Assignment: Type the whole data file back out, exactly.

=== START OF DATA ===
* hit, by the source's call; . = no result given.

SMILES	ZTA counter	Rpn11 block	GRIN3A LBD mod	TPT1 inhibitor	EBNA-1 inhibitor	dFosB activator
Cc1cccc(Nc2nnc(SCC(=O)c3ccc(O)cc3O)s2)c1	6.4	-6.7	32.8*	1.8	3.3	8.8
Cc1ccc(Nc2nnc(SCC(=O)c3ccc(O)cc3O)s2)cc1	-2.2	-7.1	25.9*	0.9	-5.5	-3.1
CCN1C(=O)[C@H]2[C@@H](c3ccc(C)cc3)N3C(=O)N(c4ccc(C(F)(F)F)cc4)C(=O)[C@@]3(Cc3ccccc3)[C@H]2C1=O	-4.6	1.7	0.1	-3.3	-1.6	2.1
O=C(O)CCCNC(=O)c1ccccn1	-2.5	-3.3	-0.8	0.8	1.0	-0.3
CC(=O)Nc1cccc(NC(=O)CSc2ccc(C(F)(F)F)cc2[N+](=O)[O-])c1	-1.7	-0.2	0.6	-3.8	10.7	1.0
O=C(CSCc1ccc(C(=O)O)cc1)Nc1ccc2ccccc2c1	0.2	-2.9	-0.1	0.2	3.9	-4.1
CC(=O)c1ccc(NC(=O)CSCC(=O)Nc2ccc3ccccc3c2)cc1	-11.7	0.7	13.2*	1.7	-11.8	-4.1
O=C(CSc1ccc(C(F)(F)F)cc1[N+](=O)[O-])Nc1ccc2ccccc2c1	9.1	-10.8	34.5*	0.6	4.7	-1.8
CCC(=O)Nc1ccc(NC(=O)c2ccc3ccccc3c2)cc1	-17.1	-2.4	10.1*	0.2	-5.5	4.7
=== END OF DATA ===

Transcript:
* hit, by the source's call; . = no result given.

SMILES	ZTA counter	Rpn11 block	GRIN3A LBD mod	TPT1 inhibitor	EBNA-1 inhibitor	dFosB activator
Cc1cccc(Nc2nnc(SCC(=O)c3ccc(O)cc3O)s2)c1	6.4	-6.7	32.8*	1.8	3.3	8.8
Cc1ccc(Nc2nnc(SCC(=O)c3ccc(O)cc3O)s2)cc1	-2.2	-7.1	25.9*	0.9	-5.5	-3.1
CCN1C(=O)[C@H]2[C@@H](c3ccc(C)cc3)N3C(=O)N(c4ccc(C(F)(F)F)cc4)C(=O)[C@@]3(Cc3ccccc3)[C@H]2C1=O	-4.6	1.7	0.1	-3.3	-1.6	2.1
O=C(O)CCCNC(=O)c1ccccn1	-2.5	-3.3	-0.8	0.8	1.0	-0.3
CC(=O)Nc1cccc(NC(=O)CSc2ccc(C(F)(F)F)cc2[N+](=O)[O-])c1	-1.7	-0.2	0.6	-3.8	10.7	1.0
O=C(CSCc1ccc(C(=O)O)cc1)Nc1ccc2ccccc2c1	0.2	-2.9	-0.1	0.2	3.9	-4.1
CC(=O)c1ccc(NC(=O)CSCC(=O)Nc2ccc3ccccc3c2)cc1	-11.7	0.7	13.2*	1.7	-11.8	-4.1
O=C(CSc1ccc(C(F)(F)F)cc1[N+](=O)[O-])Nc1ccc2ccccc2c1	9.1	-10.8	34.5*	0.6	4.7	-1.8
CCC(=O)Nc1ccc(NC(=O)c2ccc3ccccc3c2)cc1	-17.1	-2.4	10.1*	0.2	-5.5	4.7